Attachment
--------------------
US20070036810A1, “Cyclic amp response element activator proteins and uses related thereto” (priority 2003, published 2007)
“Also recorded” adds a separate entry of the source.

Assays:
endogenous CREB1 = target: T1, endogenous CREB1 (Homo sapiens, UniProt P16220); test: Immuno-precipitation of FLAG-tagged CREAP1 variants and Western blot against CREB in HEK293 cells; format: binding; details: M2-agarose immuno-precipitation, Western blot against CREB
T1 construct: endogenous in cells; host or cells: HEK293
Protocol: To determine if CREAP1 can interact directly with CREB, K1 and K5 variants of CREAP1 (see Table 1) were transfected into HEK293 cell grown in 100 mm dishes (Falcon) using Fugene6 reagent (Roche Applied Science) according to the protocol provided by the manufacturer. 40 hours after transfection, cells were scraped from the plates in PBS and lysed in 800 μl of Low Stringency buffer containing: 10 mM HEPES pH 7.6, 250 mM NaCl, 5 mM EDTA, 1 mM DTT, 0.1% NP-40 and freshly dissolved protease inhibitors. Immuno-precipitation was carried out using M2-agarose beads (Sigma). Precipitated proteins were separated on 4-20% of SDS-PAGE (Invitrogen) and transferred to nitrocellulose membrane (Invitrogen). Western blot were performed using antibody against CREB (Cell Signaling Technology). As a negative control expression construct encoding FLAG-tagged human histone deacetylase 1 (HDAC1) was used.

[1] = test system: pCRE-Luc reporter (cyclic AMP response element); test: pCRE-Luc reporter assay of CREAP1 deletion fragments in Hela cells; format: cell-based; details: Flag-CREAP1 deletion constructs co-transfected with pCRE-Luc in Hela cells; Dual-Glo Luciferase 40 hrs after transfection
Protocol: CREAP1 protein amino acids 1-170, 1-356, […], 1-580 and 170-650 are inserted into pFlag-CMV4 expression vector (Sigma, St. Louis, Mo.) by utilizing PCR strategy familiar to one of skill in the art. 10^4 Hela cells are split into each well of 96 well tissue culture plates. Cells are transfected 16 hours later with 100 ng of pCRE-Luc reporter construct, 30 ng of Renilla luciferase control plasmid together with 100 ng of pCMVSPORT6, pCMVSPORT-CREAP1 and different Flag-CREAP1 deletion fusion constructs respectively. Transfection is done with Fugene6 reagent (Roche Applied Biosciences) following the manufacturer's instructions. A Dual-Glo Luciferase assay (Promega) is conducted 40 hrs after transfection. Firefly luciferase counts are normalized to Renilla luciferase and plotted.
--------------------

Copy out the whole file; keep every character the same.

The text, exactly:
US20070036810A1, “Cyclic amp response element activator proteins and uses related thereto” (priority 2003, published 2007)
“Also recorded” adds a separate entry of the source.

Assays:
endogenous CREB1 = target: T1, endogenous CREB1 (Homo sapiens, UniProt P16220); test: Immuno-precipitation of FLAG-tagged CREAP1 variants and Western blot against CREB in HEK293 cells; format: binding; details: M2-agarose immuno-precipitation, Western blot against CREB
T1 construct: endogenous in cells; host or cells: HEK293
Protocol: To determine if CREAP1 can interact directly with CREB, K1 and K5 variants of CREAP1 (see Table 1) were transfected into HEK293 cell grown in 100 mm dishes (Falcon) using Fugene6 reagent (Roche Applied Science) according to the protocol provided by the manufacturer. 40 hours after transfection, cells were scraped from the plates in PBS and lysed in 800 μl of Low Stringency buffer containing: 10 mM HEPES pH 7.6, 250 mM NaCl, 5 mM EDTA, 1 mM DTT, 0.1% NP-40 and freshly dissolved protease inhibitors. Immuno-precipitation was carried out using M2-agarose beads (Sigma). Precipitated proteins were separated on 4-20% of SDS-PAGE (Invitrogen) and transferred to nitrocellulose membrane (Invitrogen). Western blot were performed using antibody against CREB (Cell Signaling Technology). As a negative control expression construct encoding FLAG-tagged human histone deacetylase 1 (HDAC1) was used.

[1] = test system: pCRE-Luc reporter (cyclic AMP response element); test: pCRE-Luc reporter assay of CREAP1 deletion fragments in Hela cells; format: cell-based; details: Flag-CREAP1 deletion constructs co-transfected with pCRE-Luc in Hela cells; Dual-Glo Luciferase 40 hrs after transfection
Protocol: CREAP1 protein amino acids 1-170, 1-356, […], 1-580 and 170-650 are inserted into pFlag-CMV4 expression vector (Sigma, St. Louis, Mo.) by utilizing PCR strategy familiar to one of skill in the art. 10^4 Hela cells are split into each well of 96 well tissue culture plates. Cells are transfected 16 hours later with 100 ng of pCRE-Luc reporter construct, 30 ng of Renilla luciferase control plasmid together with 100 ng of pCMVSPORT6, pCMVSPORT-CREAP1 and different Flag-CREAP1 deletion fusion constructs respectively. Transfection is done with Fugene6 reagent (Roche Applied Biosciences) following the manufacturer's instructions. A Dual-Glo Luciferase assay (Promega) is conducted 40 hrs after transfection. Firefly luciferase counts are normalized to Renilla luciferase and plotted.